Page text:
Want to feel persecuted (or, at best: Ignored!)? In politics, be a Libertarian. In society, be an introvert.
The definition of “management” is: “Getting things done through others.” I think most managers take that to mean: If they don’t see those “others,” then they aren’t managing. So they love gazing out over those “endless fields” (“The Matrix”) of incubating pods and “collaborating” worker bees humming along, doing their master-managers’ “work.”
Maybe a hundred years ago, in the Johnson’s Wax building, that sounded good. (And the JWB was designed by FLW—not some kids at Google. See below.) As for me, in my line of work: “Collaborating” is the opposite of working; a hindrance and an interruption at best.
WFH, OTOH, is not for everybody but is perfect for me. I’ve thought so for 30 years and modern technology makes it finally possible using phones and conference calls and faxes and video and document scanners and blah-blah-blah…. But just not any of those “endless fields,” thankyouverymuch.
The first, best way for a manager to get work done through others, IMO, is to learn—and then to engineer—what those “others” need to get their work done. For a significant minority of “others,” that usually means leaving us the hell alone to work.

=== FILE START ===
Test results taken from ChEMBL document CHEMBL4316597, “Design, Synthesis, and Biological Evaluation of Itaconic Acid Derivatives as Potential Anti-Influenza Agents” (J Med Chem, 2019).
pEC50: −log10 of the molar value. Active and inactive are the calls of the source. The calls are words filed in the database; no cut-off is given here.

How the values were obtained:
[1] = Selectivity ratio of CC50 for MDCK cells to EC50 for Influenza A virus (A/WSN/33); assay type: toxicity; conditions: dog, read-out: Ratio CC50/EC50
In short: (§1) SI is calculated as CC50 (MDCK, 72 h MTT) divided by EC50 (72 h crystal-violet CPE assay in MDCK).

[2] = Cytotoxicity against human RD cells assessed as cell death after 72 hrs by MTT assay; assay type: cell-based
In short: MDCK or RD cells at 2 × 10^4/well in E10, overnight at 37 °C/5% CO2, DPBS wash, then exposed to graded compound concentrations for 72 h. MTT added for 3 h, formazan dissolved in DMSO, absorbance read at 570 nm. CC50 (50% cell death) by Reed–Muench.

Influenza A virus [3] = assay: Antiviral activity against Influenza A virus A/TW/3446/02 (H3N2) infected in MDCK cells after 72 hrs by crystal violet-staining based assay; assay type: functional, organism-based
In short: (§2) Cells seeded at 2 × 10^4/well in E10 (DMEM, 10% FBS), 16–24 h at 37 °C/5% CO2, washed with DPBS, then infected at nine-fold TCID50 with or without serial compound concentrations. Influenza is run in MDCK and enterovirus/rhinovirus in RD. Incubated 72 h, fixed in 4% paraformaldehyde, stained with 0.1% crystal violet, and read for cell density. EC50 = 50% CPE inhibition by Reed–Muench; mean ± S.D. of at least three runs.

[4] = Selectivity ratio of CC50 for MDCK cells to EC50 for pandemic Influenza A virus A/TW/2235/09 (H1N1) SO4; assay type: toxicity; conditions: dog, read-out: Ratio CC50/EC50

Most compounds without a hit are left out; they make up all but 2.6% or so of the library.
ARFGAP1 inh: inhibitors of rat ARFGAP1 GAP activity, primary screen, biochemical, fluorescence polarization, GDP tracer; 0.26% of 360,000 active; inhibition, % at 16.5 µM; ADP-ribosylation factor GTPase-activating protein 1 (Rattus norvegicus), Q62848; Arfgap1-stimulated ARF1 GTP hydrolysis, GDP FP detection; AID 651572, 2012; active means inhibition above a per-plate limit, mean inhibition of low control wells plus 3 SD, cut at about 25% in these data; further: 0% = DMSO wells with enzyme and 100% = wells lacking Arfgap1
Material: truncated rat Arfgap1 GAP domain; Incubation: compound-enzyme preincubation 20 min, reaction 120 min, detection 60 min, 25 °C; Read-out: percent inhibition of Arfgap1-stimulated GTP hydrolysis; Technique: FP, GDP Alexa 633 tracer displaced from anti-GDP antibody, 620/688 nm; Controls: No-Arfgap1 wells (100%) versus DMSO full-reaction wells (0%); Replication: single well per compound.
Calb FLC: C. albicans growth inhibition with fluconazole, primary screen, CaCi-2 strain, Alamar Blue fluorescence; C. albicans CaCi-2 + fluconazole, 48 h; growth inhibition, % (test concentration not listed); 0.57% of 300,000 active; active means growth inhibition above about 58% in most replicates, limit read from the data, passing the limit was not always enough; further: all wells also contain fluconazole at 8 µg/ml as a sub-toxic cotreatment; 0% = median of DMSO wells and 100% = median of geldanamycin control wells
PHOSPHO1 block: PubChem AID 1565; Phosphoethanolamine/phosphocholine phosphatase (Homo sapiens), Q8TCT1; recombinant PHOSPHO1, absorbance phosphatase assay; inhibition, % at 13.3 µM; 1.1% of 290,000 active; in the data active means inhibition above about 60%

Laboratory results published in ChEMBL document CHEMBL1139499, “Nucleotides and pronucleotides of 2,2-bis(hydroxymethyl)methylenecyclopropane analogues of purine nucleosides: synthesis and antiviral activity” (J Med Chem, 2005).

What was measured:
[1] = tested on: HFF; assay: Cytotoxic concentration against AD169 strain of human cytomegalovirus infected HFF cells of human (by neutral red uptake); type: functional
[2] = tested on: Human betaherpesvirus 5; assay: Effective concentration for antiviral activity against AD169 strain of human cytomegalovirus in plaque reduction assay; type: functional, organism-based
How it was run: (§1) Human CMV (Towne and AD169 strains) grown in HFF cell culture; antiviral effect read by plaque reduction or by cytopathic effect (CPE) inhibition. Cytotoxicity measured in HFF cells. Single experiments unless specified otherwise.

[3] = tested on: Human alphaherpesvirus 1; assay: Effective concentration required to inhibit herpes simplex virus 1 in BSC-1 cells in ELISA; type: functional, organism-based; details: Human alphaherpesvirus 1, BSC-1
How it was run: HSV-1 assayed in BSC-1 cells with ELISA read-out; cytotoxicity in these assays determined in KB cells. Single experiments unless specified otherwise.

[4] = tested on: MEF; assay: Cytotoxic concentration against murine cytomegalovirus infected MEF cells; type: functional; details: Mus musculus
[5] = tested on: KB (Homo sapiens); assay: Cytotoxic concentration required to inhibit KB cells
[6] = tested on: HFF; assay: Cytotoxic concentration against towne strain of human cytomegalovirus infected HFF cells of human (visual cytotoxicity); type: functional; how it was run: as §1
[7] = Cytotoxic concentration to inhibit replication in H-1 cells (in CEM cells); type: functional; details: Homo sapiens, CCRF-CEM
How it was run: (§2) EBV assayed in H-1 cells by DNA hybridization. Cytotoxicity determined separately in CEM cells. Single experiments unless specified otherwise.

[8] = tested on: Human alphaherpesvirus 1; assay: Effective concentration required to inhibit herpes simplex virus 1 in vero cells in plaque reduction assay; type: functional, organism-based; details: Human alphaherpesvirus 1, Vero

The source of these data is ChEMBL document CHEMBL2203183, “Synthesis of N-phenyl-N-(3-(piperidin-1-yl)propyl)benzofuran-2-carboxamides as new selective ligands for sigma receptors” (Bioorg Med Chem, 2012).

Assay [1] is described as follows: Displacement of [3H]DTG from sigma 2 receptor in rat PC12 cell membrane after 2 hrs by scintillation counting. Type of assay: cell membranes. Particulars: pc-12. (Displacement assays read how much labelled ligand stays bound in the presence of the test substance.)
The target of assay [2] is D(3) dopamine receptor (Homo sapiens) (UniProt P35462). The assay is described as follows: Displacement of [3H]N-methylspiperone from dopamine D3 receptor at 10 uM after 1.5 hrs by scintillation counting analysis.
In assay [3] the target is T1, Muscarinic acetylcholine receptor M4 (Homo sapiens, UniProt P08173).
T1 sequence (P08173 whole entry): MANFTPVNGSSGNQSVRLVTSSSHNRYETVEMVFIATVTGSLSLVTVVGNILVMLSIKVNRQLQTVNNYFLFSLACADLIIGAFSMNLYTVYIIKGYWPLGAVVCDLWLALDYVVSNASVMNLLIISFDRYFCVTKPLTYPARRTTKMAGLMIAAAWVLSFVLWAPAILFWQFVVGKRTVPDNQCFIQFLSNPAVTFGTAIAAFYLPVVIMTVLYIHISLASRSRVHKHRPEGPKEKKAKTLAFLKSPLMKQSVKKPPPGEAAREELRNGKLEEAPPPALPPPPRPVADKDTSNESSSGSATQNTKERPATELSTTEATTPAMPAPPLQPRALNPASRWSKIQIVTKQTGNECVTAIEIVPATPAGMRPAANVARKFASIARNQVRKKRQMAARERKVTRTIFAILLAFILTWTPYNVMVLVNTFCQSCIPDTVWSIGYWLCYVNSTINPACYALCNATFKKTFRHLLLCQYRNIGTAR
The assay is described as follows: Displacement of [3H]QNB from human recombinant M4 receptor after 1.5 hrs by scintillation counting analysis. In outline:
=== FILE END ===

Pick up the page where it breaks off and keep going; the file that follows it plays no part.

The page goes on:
IOW: Thanks, but stop force-feeing us your free donuts. We work better that way.
Oh, and then there is this:
Those who have worked in private offices for decades have proven to be the most vociferous and rowdy.
Google got it wrong. The open-office trend is destroying the workplace. – The Washington Post
P.S., So many decisions are posed as “either/or,” when they should be “either/and.” “Either/or” means choosing between paper or ebooks: Those who choose paper cannot have ebooks.
“Either/and” means: Everybody gets ebooks. Those who want paper can print their own paper books from their ebooks. Win-win.
I’ve decided that most of the evil in this world comes from people who want to tell other people what to do. Period. And yes, that includes you do-gooders, too. Maybe you most of all. (I believe Hitler, Mao, and Stalin thought they were doing good, too.)
Where I work, nearly everybody who has the WFH option chooses to work from home when they can. When they want to go to the office, they can. So why would it make sense to force *me* to go to the office? Unless they’re just using me as an example of the “have-nots.”
And if we were all required to always work from home, that would be foolish as well. Procrustean. Some jobs are done better that way; some jobs are not.
Guess we’ll just have to see what the next survey “reveals.”